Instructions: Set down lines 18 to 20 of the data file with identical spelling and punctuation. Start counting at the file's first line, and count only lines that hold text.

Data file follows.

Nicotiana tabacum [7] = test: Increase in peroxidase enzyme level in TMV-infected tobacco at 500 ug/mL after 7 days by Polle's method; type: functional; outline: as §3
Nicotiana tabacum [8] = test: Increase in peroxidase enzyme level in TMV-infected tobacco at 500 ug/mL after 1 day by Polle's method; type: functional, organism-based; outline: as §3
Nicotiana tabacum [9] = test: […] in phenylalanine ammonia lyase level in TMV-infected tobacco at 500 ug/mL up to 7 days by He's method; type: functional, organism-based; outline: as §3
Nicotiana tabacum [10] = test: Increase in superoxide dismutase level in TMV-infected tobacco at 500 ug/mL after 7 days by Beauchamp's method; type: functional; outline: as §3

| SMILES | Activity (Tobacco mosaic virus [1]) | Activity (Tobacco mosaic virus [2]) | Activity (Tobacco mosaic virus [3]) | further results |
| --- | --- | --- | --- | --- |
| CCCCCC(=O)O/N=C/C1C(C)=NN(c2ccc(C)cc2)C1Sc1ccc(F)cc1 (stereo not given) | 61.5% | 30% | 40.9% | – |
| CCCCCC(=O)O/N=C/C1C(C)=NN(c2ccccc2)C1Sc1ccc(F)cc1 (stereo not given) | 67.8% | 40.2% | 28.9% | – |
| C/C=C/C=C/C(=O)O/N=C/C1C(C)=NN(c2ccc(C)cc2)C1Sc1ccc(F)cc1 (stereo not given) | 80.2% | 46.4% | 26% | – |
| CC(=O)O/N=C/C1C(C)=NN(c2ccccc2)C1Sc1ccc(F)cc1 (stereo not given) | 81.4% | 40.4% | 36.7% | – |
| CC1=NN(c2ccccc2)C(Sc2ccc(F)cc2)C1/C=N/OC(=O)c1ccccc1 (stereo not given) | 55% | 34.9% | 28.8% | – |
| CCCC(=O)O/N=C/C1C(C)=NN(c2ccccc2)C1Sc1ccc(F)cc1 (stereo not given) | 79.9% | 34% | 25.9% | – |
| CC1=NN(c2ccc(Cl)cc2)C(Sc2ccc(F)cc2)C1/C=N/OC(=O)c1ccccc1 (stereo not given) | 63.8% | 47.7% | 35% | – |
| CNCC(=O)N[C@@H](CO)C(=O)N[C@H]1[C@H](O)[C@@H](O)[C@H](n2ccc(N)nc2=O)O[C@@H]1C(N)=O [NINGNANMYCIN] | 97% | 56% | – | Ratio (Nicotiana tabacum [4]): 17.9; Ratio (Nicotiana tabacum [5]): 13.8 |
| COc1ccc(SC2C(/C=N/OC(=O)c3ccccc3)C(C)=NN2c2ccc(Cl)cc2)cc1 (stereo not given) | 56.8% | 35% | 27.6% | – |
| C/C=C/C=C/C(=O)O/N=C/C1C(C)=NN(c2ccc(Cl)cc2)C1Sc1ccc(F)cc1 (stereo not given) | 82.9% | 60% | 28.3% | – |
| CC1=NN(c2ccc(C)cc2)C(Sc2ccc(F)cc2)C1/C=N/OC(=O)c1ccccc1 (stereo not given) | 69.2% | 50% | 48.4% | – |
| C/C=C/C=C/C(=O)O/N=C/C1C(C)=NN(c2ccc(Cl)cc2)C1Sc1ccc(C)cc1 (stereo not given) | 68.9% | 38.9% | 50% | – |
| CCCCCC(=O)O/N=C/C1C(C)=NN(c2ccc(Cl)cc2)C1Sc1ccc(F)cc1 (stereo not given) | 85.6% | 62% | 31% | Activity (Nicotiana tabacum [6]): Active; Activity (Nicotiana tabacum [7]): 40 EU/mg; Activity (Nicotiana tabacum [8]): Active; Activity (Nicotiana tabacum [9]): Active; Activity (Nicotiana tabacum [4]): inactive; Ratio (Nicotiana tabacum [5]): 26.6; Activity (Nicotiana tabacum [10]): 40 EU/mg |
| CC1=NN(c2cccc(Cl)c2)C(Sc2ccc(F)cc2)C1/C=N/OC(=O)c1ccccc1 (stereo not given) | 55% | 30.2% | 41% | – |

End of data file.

| C/C=C/C=C/C(=O)O/N=C/C1C(C)=NN(c2ccc(Cl)cc2)C1Sc1ccc(C)cc1 (stereo not given) | 68.9% | 38.9% | 50% | – |
| CCCCCC(=O)O/N=C/C1C(C)=NN(c2ccc(Cl)cc2)C1Sc1ccc(F)cc1 (stereo not given) | 85.6% | 62% | 31% | Activity (Nicotiana tabacum [6]): Active; Activity (Nicotiana tabacum [7]): 40 EU/mg; Activity (Nicotiana tabacum [8]): Active; Activity (Nicotiana tabacum [9]): Active; Activity (Nicotiana tabacum [4]): inactive; Ratio (Nicotiana tabacum [5]): 26.6; Activity (Nicotiana tabacum [10]): 40 EU/mg |
| CC1=NN(c2cccc(Cl)c2)C(Sc2ccc(F)cc2)C1/C=N/OC(=O)c1ccccc1 (stereo not given) | 55% | 30.2% | 41% | – |